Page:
Skylight Blinds Direct Beginners Guide: What are the Different Types of Loft Conversion?

Moving through our Beginners Guide to Loft Conversions, let’s take a moment to talk about the different types. It may seem a simple process – simply clear out the space in your loft, insulate and decorate, right? But, in actual fact, there are a number of different loft types to choose from. Understanding each of these different variations will allow you to start building a realistic budget, designing the final layout and obtaining a factual image of what your room will look like.

A photo of a converted office room with two skylight windows and blinds

There are four main types of loft conversion to consider – VELUX®, dormer, hip-to-gable and mansard.

VELUX® Loft Conversions

What are they?

A photo showing a loft conversion space used as a modern bathroom with two skylight windows

Image credit: Landmark Lofts via Pinterest

These are the most popular types of loft conversion commonly found here in the UK. They have been designed by the leading manufacturer of roof windows, VELUX®. A VELUX® Loft Conversion is one that fits inside your existing roof without any alterations to the overall structure. It was initially designed to house VELUX® roof windows flush with the line of the roof and floods the room with as much light as possible. They are best suited to high roofs with little concern about head height. These loft conversion can be transformed to suit any purpose – from bedrooms through to playrooms.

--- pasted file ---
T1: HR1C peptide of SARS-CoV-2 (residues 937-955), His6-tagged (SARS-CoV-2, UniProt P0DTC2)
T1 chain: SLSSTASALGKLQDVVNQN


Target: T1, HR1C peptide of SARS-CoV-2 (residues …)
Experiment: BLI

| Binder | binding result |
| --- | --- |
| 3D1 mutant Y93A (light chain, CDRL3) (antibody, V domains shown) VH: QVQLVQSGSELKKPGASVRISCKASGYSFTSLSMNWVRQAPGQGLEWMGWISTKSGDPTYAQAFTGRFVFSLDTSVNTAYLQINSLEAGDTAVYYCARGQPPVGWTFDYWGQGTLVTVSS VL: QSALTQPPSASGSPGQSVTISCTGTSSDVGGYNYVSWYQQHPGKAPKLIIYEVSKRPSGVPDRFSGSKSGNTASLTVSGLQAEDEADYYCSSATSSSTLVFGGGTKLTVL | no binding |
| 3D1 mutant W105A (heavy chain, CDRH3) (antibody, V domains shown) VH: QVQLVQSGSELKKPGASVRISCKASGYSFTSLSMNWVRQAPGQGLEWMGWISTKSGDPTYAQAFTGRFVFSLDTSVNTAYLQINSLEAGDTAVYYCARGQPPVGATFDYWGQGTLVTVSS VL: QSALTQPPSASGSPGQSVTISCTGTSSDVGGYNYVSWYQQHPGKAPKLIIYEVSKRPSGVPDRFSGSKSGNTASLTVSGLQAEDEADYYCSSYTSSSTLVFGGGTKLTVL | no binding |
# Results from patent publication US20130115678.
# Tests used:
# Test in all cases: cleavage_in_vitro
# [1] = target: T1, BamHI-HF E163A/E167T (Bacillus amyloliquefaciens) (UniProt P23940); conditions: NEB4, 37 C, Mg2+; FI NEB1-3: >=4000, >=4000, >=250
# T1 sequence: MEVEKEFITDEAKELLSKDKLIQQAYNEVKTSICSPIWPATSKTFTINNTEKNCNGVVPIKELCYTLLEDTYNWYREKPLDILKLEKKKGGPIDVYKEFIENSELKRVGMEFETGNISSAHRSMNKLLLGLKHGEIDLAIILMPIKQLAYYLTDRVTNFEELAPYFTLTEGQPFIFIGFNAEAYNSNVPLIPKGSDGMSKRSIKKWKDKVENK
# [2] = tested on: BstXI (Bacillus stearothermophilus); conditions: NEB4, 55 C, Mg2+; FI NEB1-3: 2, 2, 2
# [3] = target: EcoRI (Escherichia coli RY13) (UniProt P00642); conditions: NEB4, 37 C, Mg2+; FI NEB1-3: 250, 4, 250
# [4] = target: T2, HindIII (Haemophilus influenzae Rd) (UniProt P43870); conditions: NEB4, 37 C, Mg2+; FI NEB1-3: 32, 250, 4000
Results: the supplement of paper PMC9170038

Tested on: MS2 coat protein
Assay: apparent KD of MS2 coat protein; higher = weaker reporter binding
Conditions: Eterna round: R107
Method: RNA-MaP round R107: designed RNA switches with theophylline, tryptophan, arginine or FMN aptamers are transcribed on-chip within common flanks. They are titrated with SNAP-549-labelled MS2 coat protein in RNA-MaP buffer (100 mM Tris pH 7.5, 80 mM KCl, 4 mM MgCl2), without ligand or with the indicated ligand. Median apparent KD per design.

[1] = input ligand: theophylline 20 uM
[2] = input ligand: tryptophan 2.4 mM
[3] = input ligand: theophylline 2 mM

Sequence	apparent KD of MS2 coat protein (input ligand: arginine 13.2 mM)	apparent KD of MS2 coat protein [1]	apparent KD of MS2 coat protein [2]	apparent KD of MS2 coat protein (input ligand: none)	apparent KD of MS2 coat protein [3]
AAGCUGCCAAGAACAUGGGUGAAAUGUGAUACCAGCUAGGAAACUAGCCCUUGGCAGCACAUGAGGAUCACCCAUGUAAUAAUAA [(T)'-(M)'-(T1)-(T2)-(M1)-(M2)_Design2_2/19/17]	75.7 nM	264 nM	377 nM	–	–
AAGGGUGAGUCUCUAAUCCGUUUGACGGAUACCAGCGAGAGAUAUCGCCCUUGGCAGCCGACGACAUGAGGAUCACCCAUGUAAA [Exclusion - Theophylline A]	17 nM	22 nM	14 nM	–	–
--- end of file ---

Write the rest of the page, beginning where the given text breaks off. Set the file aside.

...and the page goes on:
Why are they so popular?

The main reason you’ll find so many VELUX® loft conversions around is the price. They require none to minimal structural change and less construction work than other conversions. This keeps the price of both design and labour to a minimum which has a direct correlation to the price. For families looking to create minimal uprest, VELUX® loft conversions are a brilliant option. And, when finished, they still give you the additional space you need.

How are VELUX® loft conversions made?

Ordinarily, VELUX® conversions are relatively simple to construct. At a minimum, you’ll just need to add in skylight windows where needed, insulate and lay down a proper flooring before adding a staircase in. This will create a habitable room that can be styled and finished to suit your individual requirements.

Planning permission?

VELUX® loft conversions normally fall under the realm of ‘permitted development’ and can be constructed without planning permission. We will go into more detail about planning permission and the legalities behind loft conversions in a future post.

Interesting fact